Must higher level biological processes always be derivable from lower level data and mechanisms, as assumed by the idea that an organism is completely defined by its genome? Or are higher level properties necessarily also causes of lower level behaviour, involving actions and interactions both ways? This article uses modelling of the heart, and its experimental basis, to show that downward causation is necessary and that this form of causation can be represented as the influences of initial and boundary conditions on the solutions of the differential equations used to represent the lower level processes. These insights are then generalized. A priori, there is no privileged level of causation. The relations between this form of 'biological relativity' and forms of relativity in physics are discussed. Biological relativity can be seen as an extension of the relativity principle by avoiding the assumption that there is a privileged scale at which biological functions are determined.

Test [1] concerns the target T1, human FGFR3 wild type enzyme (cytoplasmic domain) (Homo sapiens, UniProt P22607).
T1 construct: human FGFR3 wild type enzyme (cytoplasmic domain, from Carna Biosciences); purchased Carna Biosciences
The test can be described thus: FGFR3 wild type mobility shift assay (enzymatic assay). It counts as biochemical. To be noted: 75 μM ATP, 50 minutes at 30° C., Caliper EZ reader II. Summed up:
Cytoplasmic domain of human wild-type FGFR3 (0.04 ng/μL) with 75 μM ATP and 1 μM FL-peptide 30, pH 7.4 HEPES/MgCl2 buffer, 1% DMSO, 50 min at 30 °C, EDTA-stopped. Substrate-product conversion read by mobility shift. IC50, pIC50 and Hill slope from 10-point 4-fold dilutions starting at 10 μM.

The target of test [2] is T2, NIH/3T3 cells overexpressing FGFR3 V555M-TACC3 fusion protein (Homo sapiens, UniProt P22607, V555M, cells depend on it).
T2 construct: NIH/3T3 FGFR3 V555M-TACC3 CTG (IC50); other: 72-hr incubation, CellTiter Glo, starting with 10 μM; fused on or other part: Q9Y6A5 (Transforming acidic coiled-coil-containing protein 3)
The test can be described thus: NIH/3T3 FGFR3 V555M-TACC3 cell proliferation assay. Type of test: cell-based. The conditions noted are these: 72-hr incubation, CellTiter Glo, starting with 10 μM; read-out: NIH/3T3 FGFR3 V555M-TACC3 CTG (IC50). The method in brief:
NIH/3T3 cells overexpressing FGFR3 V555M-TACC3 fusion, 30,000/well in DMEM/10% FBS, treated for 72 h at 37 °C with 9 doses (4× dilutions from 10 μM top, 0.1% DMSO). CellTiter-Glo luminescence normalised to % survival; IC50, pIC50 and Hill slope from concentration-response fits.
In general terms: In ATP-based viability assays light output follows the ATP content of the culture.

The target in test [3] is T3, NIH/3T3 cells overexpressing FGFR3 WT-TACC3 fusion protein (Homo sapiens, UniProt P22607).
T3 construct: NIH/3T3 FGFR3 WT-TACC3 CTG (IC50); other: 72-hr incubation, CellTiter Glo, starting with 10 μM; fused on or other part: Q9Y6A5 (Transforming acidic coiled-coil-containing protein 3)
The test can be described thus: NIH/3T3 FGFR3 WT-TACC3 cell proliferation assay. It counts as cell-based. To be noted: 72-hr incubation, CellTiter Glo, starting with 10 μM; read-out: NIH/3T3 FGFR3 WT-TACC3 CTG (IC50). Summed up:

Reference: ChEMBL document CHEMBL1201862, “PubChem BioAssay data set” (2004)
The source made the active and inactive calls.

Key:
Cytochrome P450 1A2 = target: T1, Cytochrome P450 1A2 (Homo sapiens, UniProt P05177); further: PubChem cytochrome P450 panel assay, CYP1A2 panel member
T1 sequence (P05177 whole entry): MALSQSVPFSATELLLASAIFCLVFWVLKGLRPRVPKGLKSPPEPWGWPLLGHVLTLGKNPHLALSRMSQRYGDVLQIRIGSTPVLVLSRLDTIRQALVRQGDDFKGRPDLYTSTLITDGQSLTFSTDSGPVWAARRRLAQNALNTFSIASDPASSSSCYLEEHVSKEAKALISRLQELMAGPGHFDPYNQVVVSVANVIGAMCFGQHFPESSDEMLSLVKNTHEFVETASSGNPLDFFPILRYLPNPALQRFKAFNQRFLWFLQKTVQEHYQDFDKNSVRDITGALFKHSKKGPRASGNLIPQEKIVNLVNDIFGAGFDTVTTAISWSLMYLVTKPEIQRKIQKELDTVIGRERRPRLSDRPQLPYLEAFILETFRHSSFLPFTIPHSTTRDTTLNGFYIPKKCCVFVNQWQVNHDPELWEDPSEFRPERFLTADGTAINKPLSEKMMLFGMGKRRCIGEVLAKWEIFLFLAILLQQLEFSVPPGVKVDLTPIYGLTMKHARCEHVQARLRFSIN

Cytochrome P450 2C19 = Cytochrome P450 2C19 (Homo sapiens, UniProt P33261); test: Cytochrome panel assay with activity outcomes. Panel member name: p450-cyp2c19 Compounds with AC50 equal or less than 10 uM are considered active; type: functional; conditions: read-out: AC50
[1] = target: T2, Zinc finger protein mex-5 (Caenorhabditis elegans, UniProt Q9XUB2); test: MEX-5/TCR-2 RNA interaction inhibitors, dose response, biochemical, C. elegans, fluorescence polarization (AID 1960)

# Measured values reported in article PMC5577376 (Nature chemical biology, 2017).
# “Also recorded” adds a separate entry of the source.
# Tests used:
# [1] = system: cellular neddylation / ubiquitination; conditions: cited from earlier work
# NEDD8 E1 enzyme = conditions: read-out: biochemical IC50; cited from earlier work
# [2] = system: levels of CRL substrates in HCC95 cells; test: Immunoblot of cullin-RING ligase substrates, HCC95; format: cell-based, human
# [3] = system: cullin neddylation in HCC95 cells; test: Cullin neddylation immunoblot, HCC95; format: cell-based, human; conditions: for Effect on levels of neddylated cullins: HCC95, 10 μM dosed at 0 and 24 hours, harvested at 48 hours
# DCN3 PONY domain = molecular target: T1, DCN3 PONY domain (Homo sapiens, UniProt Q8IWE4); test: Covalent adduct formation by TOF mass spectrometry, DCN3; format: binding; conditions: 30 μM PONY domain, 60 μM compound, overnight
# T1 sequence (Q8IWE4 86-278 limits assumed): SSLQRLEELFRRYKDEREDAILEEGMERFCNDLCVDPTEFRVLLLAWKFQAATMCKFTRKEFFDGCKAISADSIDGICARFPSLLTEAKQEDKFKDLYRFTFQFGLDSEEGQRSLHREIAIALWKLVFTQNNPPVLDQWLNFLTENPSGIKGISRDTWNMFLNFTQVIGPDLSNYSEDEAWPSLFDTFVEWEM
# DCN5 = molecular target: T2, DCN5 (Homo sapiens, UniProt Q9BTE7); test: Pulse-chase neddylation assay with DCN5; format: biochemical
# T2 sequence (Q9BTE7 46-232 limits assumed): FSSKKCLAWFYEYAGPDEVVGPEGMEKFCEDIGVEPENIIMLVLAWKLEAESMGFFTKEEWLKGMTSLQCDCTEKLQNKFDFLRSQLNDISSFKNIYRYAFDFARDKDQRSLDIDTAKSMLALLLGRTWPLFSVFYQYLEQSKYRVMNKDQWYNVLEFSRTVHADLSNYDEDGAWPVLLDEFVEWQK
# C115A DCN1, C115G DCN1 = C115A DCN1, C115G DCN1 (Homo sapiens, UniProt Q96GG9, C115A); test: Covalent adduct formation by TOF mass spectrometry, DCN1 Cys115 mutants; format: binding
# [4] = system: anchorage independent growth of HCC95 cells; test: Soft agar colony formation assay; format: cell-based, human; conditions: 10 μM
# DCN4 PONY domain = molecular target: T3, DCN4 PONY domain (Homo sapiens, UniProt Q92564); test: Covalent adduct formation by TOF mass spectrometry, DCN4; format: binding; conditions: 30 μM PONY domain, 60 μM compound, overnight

55 - 64
biological relativity, cardiac cell model, downward causation, scale relativity